The Malaysian government should scrap plans to expand a state-sponsored security force of civilian volunteers with a long record of human rights abuses against refugees and migrants, Amnesty International said on Thursday.
Ikatan Relawan Rakyat, commonly known as RELA, aims to expand its membership from 1.6 million to 2.6 million by the end of the year, according to an interview given to the Associated Press by the organization's Director-General Zaidon Asmuni. However, Asmuni also said RELA would be unable to thoroughly train more than 8,000 new officers per year.
Amnesty International documented in two reports in 2010 how RELA volunteers regularly engage in physical abuse and extortion, and indiscriminately detained those with the legal right to be in the country.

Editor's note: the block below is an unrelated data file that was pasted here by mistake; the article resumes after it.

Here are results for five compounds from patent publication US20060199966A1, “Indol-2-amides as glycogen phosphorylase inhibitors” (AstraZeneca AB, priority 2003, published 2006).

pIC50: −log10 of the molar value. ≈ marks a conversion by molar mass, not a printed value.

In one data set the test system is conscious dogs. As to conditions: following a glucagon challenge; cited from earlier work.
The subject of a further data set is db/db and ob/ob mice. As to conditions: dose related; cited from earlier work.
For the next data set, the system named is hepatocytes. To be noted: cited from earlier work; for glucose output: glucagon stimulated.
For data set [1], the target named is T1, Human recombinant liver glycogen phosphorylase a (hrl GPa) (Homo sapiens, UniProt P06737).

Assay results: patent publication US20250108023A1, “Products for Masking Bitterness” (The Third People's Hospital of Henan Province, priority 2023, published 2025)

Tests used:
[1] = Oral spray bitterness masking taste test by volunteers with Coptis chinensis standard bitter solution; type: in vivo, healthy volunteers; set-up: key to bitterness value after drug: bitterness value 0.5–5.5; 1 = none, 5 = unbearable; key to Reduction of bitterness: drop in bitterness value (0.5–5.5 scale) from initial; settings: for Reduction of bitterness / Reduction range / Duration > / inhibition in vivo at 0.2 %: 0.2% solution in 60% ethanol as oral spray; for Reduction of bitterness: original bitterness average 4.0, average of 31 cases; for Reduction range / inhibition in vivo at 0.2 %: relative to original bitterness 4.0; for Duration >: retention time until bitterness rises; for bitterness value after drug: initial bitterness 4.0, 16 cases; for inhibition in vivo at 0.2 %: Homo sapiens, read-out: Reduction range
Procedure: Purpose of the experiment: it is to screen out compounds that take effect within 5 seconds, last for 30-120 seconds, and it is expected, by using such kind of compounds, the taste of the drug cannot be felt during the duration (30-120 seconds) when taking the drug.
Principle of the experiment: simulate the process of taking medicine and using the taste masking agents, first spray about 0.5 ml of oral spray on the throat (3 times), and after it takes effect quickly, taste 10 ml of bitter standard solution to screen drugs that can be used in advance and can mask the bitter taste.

"RELA agents are responsible for the most rampant human rights abuses against migrants and refugees in Malaysia," said Sam Zarifi, Asia-Pacific Director at Amnesty International.
"Instead of curbing their abuses, the government plans to let loose a million more ill-trained civilians with police powers."
RELA is a civilian volunteer corps, but the government authorizes it to exercise police functions, including raiding, interrogating and detaining suspected illegal immigrants. Some RELA members are authorized to carry firearms.
RELA's Director-General stated that new recruits will again be involved in the guarding of immigration detention centres, which has not been carried out on a large scale since mid-2009.
"Last year the Malaysian government promised Amnesty International that RELA would be stripped of its highly-criticized role in immigration enforcement, so it is very disappointing to see the force being handed back powers over immigration detention centres," said Sam Zarifi.
Amnesty International has found that RELA lacks a clear structure of command responsibility, allowing RELA members to commit abuses without being held accountable.